In this issueFeature
Obesity – the big and small of it
According to the WHO, worldwide obesity has more than doubled in the past 30 years and in 2014 alone, over 600 million adults over 18 years of age were obese. Currently, ~30% of the global population is overweight or obese. Obesity causes cardiovascular disease, diabetes, musculoskeletal disorders and increases the risk of many cancers.
Dr. Ian Willis at the Albert Einstein College of Medicine in New York and Dr. Nouria Hernandez at the University of Lausanne in Switzerland are at the forefront of obesity research. Their latest work on one tiny gene may help to overcome a huge, worldwide problem.
Working together, the two groups have identified a new mouse model of obesity resistance that results from a whole body knockout (KO) of the Maf1 gene. MAF1 is a repressor of gene transcription by RNA polymerase III, so its involvement in obesity and energy metabolism is not necessarily obvious. MAF1 is a master regulator of RNA polymerase III and controls the energy sapping synthesis of highly abundant non-coding RNAs (notably transfer RNAs) in response to nutrient availability and cellular stress. This links its function to metabolic economy.
Research shows that the absence of MAF1 results in mice that are metabolically inefficient. The metabolic inefficiency of Maf1 KO mice is achieved in novel ways that include increased futile cycling of tRNAs and hepatic lipids, increased polyamine synthesis and enhanced oxidative metabolism. These processes are implicated in the elevated energy expenditure and the lean phenotype of the mice.
The new study identifies MAF1 as a drug target for the treatment of obesity and obesity-related disorders. Since the whole body Maf1 KO mouse is viable, apparently healthy and has an increased lifespan, it is anticipated that drugs targeting MAF1 in humans are likely to be effective and well tolerated. This is potentially a giant step in the right direction to help fight the worldwide obesity epidemic.
For more information about the research of Dr. Willis and Dr. Hernandez, please visit the Albert Einstein College of Medicine website, the University of Lausanne website and see the publication below.
For more information on Ozgene mouse models, please see Ozgene services.
Genes Dev. 2015 May 1. - Featured
Loss of the RNA polymerase III repressor MAF1 confers obesity resistance.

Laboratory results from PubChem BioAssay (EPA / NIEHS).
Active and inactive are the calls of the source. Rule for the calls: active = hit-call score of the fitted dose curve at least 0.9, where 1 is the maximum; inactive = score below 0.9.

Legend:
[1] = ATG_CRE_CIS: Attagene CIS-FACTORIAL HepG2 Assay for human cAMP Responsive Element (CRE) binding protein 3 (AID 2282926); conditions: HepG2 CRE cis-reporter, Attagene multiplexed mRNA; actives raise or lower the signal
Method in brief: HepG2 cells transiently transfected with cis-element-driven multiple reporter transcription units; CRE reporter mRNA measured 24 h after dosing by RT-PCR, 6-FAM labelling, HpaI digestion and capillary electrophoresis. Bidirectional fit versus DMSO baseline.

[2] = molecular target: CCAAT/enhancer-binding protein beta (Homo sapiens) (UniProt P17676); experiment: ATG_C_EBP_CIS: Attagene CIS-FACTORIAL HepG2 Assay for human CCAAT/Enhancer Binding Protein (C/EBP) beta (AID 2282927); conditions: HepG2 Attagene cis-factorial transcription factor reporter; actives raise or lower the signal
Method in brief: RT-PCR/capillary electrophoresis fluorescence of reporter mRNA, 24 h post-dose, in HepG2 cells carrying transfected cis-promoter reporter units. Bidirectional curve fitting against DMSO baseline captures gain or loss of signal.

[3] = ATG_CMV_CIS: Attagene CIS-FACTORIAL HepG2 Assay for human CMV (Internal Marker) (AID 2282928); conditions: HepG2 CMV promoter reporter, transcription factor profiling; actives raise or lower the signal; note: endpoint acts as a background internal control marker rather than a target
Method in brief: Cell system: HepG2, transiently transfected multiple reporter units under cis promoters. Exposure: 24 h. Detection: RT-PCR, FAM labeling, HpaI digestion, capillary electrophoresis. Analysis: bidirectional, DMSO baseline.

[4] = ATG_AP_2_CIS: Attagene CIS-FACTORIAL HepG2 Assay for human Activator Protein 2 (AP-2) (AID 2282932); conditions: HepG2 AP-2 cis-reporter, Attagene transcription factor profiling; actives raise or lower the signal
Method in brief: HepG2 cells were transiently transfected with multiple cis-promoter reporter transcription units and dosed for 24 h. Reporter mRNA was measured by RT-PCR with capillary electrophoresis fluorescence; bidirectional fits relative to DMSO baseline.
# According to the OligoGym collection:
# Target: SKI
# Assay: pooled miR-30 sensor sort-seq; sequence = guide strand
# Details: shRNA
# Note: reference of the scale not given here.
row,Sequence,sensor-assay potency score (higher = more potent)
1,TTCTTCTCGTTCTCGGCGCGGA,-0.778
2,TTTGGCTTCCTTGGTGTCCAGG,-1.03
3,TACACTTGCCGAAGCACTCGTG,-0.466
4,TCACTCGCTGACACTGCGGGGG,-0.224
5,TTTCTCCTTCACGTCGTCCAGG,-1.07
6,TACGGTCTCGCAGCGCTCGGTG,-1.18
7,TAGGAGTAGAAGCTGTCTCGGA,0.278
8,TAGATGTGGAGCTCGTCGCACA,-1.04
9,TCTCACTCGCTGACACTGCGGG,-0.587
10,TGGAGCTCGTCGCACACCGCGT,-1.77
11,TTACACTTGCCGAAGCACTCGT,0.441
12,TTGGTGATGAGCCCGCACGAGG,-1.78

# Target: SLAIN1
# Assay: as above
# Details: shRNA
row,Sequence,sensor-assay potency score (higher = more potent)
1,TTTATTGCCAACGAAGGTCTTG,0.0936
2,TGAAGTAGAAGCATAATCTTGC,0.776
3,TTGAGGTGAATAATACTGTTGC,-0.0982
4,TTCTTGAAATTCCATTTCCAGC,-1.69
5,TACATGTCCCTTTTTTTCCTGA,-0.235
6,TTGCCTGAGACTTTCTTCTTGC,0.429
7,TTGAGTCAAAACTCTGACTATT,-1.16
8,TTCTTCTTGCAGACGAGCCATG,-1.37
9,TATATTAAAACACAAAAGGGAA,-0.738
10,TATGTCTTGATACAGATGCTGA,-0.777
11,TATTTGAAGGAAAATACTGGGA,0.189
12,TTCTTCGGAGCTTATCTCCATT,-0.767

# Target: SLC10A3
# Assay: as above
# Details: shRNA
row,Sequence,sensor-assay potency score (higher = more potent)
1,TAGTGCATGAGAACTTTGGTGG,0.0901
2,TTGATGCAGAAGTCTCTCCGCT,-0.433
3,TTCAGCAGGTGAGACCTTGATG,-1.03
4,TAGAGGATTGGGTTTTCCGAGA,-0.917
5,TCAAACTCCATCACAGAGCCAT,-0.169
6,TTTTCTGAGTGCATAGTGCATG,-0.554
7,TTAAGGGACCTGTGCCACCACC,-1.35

Bonhoure N, Byrnes A, Moir RD, Hodroj W, Preitner F, Praz V, Marcelin G, Chua SC Jr, Martinez-Lopez N, Singh R, Moullan N, Auwerx J, Willemin G, Shah H, Hartil K, Vaitheesvaran B, Kurland I, Hernandez N, Willis IM. - Albert Einstein College of Medicine, USA; University of Lausanne & Swiss Institute of Bioinformatics & Ecole Polytechnique Fédérale de Lausanne (EPFL), Switzerland. [read]
J Immunol. 2015 Jul 1.
Differential Tissue-Specific Function of Adora2b in Cardioprotection.
Seo SW, Koeppen M, Bonney S, Gobel M, Thayer M, Harter PN, Ravid K, Eltzschig HK, Mittelbronn M, Walker L, Eckle T. - University of Colorado Denver, USA; Kyung Hee University, Republic of Korea; Ludwig Maximilians University Munich, Germany; University of Frankfurt, Germany; Boston University School of Medicine, USA. [read]
Frank's blog – To baldly advance humanity
Well, it’s done! The hippie hair is gone and I am now sporting a new bald look just as I turn over another year. I think everyone enjoyed watching the process. As you can see in the video, I think Jacqui had the most fun as she got to do the honours. Best of all, I managed to raise over $10,000 for the Leukaemia Foundation. What a great way to help advance humanity!
Are you going to the Genomic Integrity Conference in Cairns?
Ozgene CEO, Dr Frank Koentgen, and CSO, Dr Gabi Suess will be atteding the Zing conference on “Genomic Integrity” in Cairns, Australia, 1-5 August 2015. Meet with them to chat about Lean culture, F1 tyre changes, Frank's new haircut, and anything in between. Contact us to arrange a time.
When all processes produce the desired result first time, the timeline can be as short as 26 weeks.
Our fastest conditional KO project took 30 weeks from vector design to germline transmission.